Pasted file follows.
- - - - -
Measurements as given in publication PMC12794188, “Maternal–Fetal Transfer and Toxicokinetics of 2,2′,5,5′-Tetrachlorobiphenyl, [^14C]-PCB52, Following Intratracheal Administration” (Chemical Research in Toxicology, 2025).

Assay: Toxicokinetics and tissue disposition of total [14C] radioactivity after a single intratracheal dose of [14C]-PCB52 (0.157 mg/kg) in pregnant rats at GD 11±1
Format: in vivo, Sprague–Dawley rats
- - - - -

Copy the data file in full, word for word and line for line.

Measurements as given in publication PMC12794188, “Maternal–Fetal Transfer and Toxicokinetics of 2,2′,5,5′-Tetrachlorobiphenyl, [^14C]-PCB52, Following Intratracheal Administration” (Chemical Research in Toxicology, 2025).

Assay: Toxicokinetics and tissue disposition of total [14C] radioactivity after a single intratracheal dose of [14C]-PCB52 (0.157 mg/kg) in pregnant rats at GD 11±1
Format: in vivo, Sprague–Dawley rats